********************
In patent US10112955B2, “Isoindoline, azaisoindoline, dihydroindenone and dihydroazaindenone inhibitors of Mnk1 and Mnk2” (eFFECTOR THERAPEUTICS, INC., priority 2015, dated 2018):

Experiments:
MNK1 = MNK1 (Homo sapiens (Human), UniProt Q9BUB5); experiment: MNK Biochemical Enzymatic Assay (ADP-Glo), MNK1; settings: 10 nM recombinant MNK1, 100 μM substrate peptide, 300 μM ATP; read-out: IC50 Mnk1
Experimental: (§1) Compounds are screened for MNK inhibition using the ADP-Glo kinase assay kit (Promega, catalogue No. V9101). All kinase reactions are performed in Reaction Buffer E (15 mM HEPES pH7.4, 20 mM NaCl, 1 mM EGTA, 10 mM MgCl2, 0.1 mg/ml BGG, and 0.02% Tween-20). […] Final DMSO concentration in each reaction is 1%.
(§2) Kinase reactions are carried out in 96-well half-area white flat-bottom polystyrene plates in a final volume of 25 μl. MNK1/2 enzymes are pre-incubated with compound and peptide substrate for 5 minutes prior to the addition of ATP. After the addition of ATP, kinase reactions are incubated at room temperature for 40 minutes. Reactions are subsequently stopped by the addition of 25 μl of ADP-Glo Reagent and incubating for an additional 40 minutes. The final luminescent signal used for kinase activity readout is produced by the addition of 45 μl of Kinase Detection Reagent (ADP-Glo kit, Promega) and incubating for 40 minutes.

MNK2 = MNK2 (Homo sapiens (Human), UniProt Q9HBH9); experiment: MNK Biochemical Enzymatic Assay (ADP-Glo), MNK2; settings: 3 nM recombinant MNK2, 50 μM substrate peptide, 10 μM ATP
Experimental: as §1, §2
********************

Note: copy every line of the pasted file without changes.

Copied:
In patent US10112955B2, “Isoindoline, azaisoindoline, dihydroindenone and dihydroazaindenone inhibitors of Mnk1 and Mnk2” (eFFECTOR THERAPEUTICS, INC., priority 2015, dated 2018):

Experiments:
MNK1 = MNK1 (Homo sapiens (Human), UniProt Q9BUB5); experiment: MNK Biochemical Enzymatic Assay (ADP-Glo), MNK1; settings: 10 nM recombinant MNK1, 100 μM substrate peptide, 300 μM ATP; read-out: IC50 Mnk1
Experimental: (§1) Compounds are screened for MNK inhibition using the ADP-Glo kinase assay kit (Promega, catalogue No. V9101). All kinase reactions are performed in Reaction Buffer E (15 mM HEPES pH7.4, 20 mM NaCl, 1 mM EGTA, 10 mM MgCl2, 0.1 mg/ml BGG, and 0.02% Tween-20). […] Final DMSO concentration in each reaction is 1%.
(§2) Kinase reactions are carried out in 96-well half-area white flat-bottom polystyrene plates in a final volume of 25 μl. MNK1/2 enzymes are pre-incubated with compound and peptide substrate for 5 minutes prior to the addition of ATP. After the addition of ATP, kinase reactions are incubated at room temperature for 40 minutes. Reactions are subsequently stopped by the addition of 25 μl of ADP-Glo Reagent and incubating for an additional 40 minutes. The final luminescent signal used for kinase activity readout is produced by the addition of 45 μl of Kinase Detection Reagent (ADP-Glo kit, Promega) and incubating for 40 minutes.

MNK2 = MNK2 (Homo sapiens (Human), UniProt Q9HBH9); experiment: MNK Biochemical Enzymatic Assay (ADP-Glo), MNK2; settings: 3 nM recombinant MNK2, 50 μM substrate peptide, 10 μM ATP
Experimental: as §1, §2